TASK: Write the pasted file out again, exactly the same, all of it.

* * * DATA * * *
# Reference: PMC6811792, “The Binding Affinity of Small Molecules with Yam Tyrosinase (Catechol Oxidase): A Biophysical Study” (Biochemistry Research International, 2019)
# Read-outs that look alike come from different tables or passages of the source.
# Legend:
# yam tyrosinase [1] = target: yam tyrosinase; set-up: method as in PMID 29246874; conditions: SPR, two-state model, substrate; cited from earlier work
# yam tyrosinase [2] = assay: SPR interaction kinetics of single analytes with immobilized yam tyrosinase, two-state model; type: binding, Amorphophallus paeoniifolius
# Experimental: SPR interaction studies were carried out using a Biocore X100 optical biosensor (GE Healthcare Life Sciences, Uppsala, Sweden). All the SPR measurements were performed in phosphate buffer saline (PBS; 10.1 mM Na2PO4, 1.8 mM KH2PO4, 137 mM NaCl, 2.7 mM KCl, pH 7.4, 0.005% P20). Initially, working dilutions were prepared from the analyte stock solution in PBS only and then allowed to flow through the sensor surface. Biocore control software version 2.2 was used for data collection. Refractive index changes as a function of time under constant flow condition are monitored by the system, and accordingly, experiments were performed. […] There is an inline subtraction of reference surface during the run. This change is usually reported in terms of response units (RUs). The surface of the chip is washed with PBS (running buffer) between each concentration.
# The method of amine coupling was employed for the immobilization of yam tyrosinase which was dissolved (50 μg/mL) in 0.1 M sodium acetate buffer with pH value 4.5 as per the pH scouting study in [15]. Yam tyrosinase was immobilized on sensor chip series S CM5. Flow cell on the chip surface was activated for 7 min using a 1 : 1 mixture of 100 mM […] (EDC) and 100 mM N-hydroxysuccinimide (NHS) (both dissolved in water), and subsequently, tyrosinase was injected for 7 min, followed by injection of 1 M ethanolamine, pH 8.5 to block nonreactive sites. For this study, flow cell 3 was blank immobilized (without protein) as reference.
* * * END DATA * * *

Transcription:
# Reference: PMC6811792, “The Binding Affinity of Small Molecules with Yam Tyrosinase (Catechol Oxidase): A Biophysical Study” (Biochemistry Research International, 2019)
# Read-outs that look alike come from different tables or passages of the source.
# Legend:
# yam tyrosinase [1] = target: yam tyrosinase; set-up: method as in PMID 29246874; conditions: SPR, two-state model, substrate; cited from earlier work
# yam tyrosinase [2] = assay: SPR interaction kinetics of single analytes with immobilized yam tyrosinase, two-state model; type: binding, Amorphophallus paeoniifolius
# Experimental: SPR interaction studies were carried out using a Biocore X100 optical biosensor (GE Healthcare Life Sciences, Uppsala, Sweden). All the SPR measurements were performed in phosphate buffer saline (PBS; 10.1 mM Na2PO4, 1.8 mM KH2PO4, 137 mM NaCl, 2.7 mM KCl, pH 7.4, 0.005% P20). Initially, working dilutions were prepared from the analyte stock solution in PBS only and then allowed to flow through the sensor surface. Biocore control software version 2.2 was used for data collection. Refractive index changes as a function of time under constant flow condition are monitored by the system, and accordingly, experiments were performed. […] There is an inline subtraction of reference surface during the run. This change is usually reported in terms of response units (RUs). The surface of the chip is washed with PBS (running buffer) between each concentration.
# The method of amine coupling was employed for the immobilization of yam tyrosinase which was dissolved (50 μg/mL) in 0.1 M sodium acetate buffer with pH value 4.5 as per the pH scouting study in [15]. Yam tyrosinase was immobilized on sensor chip series S CM5. Flow cell on the chip surface was activated for 7 min using a 1 : 1 mixture of 100 mM […] (EDC) and 100 mM N-hydroxysuccinimide (NHS) (both dissolved in water), and subsequently, tyrosinase was injected for 7 min, followed by injection of 1 M ethanolamine, pH 8.5 to block nonreactive sites. For this study, flow cell 3 was blank immobilized (without protein) as reference.